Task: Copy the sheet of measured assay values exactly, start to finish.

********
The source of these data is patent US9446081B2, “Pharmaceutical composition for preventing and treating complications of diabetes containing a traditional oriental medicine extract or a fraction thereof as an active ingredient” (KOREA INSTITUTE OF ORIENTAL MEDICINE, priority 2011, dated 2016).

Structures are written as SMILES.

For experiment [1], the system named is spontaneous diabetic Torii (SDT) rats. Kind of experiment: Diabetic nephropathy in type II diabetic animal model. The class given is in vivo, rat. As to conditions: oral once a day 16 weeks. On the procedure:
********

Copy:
The source of these data is patent US9446081B2, “Pharmaceutical composition for preventing and treating complications of diabetes containing a traditional oriental medicine extract or a fraction thereof as an active ingredient” (KOREA INSTITUTE OF ORIENTAL MEDICINE, priority 2011, dated 2016).

Structures are written as SMILES.

For experiment [1], the system named is spontaneous diabetic Torii (SDT) rats. Kind of experiment: Diabetic nephropathy in type II diabetic animal model. The class given is in vivo, rat. As to conditions: oral once a day 16 weeks. On the procedure: